Luckily, you don't have to type this much, because the default constructor for the Random class already does something similar to that.

Random rnd = new Random(); // Much simpler, isn't it?

Keep in mind that the Random class is not thread safe; if multiple threads attempt to access the same Random object concurrently, your RNG will return only 0 for the remaining of its lifetime.

Another thing to note, is that creating multiple Random objects one after the other - even when using time as the seed - can lead to the same sequence of pseudo-random numbers.

Random r1 = new Random();
Random r2 = new Random();
Random r3 = new Random();
Random r4 = new Random();

In the above code, chances are very high, that r1, r2, r3 and r4 will all generate the same sequence.

How is that possible?
Well, (un)fortunately, CPUs are blazing fast. A 1 GHz CPU can execute about 1 billion instructions per second (give or take); that's 1 instruction every 1 nanosecond - or 1 instruction every 1 millionth of a millisecond.
Creating a new Random object might require quite a lot of instructions, but most definitely less than a million of them.


So why do we need to manually define a seed, if using the clock's current millisecond count is what we "all" want and is already the default?

Because it can be very useful for keeping multiple terminals in sync.

Imagine a game, where important phenomena randomly appear, such as a change in weather that could completely overturn the game. You wouldn't want only one side to suffer from fog, while the rest still profits from clear weather, right?

Of course, you could have the server or the host generate random weather changes and notify the players about it; or you could define a seed before the game starts, and use that seed to ensure the same "randomness" across all players throughout the game.

Isn't coding fun?

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Supporting custom seeds but not documenting the algorithm used to generate the output is a silly combination. Will cause lots of pain when the algorithm changes between versions or different implementations of the same API. –  CodesInChaos Mar 30 at 8:34
    
This is really a good explanation! +1 –  Rahul Tripathi Mar 31 at 5:29

You need to change this:

Random rnd = new Random(1000);

to

Random rnd = new Random();

From the Random Constructor docs:

The default seed value is derived from the system clock and has finite resolution. As a result, different Random objects that are created in close succession by a call to the default constructor will have identical default seed values and, therefore, will produce identical sets of random numbers. This problem can be avoided by using a single Random object to generate all random numbers. You can also work around it by modifying the seed value returned by the system clock and then explicitly providing this new seed value to the Random(Int32) constructor. For more information, see the Random(Int32) constructor.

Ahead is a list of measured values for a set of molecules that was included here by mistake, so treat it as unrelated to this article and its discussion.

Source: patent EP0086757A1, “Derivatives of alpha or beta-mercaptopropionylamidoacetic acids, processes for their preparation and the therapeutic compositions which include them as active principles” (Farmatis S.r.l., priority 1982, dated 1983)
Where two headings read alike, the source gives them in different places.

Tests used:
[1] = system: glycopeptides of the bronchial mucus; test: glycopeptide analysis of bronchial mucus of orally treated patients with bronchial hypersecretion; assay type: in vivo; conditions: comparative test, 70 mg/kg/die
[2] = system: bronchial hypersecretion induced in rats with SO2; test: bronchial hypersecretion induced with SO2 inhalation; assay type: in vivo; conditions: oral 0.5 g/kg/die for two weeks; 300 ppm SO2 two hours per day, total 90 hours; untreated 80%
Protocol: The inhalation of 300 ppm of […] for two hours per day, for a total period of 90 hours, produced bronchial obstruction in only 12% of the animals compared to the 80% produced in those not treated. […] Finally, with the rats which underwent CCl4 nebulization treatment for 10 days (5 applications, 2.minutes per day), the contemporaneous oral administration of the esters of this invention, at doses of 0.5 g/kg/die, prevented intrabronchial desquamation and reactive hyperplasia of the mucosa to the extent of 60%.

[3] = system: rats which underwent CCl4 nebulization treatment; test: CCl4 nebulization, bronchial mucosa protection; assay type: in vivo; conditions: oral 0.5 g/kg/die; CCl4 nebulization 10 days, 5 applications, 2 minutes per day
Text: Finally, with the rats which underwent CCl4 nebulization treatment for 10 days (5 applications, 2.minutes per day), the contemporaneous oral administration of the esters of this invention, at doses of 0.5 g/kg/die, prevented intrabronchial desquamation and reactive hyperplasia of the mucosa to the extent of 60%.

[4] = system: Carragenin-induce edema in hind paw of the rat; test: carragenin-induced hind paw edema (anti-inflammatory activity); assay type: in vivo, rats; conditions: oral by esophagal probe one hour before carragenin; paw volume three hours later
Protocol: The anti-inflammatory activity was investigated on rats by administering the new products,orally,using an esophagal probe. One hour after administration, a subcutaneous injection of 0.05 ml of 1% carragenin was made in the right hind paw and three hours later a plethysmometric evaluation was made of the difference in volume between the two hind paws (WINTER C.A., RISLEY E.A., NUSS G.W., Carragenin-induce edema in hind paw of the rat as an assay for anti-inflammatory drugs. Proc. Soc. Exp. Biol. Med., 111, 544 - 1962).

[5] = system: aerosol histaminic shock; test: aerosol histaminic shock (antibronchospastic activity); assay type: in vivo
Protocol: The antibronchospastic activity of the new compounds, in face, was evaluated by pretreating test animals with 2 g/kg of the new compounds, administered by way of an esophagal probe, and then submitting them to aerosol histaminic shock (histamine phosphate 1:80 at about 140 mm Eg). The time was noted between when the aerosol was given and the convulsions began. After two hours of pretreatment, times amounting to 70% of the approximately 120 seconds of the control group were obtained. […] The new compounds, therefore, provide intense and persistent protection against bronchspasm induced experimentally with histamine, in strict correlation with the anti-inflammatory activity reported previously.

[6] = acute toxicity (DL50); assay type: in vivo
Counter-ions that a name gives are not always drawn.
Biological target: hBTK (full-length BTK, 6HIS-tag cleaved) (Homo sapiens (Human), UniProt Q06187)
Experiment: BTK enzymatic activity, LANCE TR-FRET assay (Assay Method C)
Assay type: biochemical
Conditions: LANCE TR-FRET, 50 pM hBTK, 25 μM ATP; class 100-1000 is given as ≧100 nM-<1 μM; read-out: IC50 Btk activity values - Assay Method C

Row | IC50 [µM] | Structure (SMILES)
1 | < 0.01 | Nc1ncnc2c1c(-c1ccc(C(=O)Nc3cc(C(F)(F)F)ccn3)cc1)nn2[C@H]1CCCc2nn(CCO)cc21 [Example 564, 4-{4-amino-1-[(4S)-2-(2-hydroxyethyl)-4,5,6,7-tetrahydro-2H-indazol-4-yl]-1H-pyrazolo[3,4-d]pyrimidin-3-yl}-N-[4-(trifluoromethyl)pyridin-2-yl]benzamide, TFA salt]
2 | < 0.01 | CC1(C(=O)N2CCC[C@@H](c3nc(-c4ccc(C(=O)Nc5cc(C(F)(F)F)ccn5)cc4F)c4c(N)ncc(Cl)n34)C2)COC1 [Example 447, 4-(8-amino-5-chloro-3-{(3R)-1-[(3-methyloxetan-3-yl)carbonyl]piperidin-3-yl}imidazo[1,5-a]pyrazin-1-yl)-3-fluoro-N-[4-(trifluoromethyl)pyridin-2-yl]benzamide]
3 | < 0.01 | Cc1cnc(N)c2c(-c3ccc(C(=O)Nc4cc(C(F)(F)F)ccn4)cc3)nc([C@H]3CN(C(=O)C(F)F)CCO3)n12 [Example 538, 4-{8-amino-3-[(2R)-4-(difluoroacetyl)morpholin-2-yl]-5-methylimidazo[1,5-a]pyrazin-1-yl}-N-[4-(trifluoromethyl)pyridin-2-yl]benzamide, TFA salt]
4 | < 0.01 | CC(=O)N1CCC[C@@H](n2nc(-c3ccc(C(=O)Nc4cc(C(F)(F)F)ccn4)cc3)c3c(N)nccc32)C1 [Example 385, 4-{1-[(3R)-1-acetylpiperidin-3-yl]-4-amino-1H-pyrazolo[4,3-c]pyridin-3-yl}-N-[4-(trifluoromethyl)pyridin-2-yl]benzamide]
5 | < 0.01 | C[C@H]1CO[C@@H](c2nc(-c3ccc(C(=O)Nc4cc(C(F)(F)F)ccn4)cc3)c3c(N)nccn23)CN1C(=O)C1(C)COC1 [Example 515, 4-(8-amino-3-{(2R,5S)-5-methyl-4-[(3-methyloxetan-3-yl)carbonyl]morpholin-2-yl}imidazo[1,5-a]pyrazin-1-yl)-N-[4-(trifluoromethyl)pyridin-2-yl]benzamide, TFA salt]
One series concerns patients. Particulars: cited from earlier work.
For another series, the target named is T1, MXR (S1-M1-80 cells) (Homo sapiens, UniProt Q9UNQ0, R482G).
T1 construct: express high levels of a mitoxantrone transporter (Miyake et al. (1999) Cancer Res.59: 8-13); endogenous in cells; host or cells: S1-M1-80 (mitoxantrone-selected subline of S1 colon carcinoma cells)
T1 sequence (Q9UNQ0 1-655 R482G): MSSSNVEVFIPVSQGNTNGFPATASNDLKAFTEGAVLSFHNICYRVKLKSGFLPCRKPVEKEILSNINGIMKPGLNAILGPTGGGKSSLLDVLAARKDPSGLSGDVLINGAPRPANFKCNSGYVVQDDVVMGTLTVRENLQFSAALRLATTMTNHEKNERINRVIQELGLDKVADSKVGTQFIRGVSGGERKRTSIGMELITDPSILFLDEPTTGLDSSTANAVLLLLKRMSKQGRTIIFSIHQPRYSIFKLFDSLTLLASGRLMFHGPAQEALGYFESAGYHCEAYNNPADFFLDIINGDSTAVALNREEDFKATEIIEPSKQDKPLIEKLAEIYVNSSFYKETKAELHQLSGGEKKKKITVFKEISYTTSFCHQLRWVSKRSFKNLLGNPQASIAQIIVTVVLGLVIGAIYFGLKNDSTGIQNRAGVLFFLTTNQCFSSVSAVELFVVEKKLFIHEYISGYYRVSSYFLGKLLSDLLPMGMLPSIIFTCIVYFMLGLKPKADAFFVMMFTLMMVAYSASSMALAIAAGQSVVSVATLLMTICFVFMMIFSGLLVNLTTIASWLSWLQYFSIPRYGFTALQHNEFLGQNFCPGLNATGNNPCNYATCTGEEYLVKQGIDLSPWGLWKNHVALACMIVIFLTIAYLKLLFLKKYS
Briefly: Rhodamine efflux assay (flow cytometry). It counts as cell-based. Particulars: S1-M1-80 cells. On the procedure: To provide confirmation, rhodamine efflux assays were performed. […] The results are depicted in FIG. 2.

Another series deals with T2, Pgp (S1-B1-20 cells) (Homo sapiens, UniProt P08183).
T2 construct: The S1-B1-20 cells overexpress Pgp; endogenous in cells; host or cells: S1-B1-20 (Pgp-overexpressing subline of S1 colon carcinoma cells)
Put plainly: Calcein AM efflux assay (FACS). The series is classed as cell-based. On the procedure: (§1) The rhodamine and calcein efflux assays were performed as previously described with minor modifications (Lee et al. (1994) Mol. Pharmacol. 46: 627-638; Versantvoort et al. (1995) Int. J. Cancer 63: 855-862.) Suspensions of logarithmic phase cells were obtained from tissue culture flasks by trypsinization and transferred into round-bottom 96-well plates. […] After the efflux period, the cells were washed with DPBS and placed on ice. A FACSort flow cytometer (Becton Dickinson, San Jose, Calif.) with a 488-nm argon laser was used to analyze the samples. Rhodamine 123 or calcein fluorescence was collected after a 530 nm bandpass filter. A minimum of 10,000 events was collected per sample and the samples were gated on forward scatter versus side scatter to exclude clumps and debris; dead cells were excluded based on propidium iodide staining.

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Key concept is random seed - the initial piece of data from which the Random derives everything else. If the seed is the same then "random" sequence will be the same.

By default the seed is set to zero, which obviously leads to repeating sequences amongst program runs.

To avoid that, you can construct your Random like this:

Random rnd = new Random(Environment.TickCount);

This will init the Random object with amount of milliseconds from the OS start. This will be different each time your program starts.

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Random .Next() method generates pseudo-random number. You should Declare and initialize a random object instead of creating each time new object. And no need to use any Cryctography .. :)

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You should use class level random variable. If you used a new Random at the method level as a local , the time-dependent seed would repeat itself generating identical sequence of random numbers.

class Program
{
 static Random _r = new Random();
 static void Main()
 {
// use _r variable to generate random number
 }
}
share|improve this answer
1  
Using a class-level variable is beside the point here, the actual point being the misunderstood nature of the seed. –  doppelgreener Mar 29 at 9:17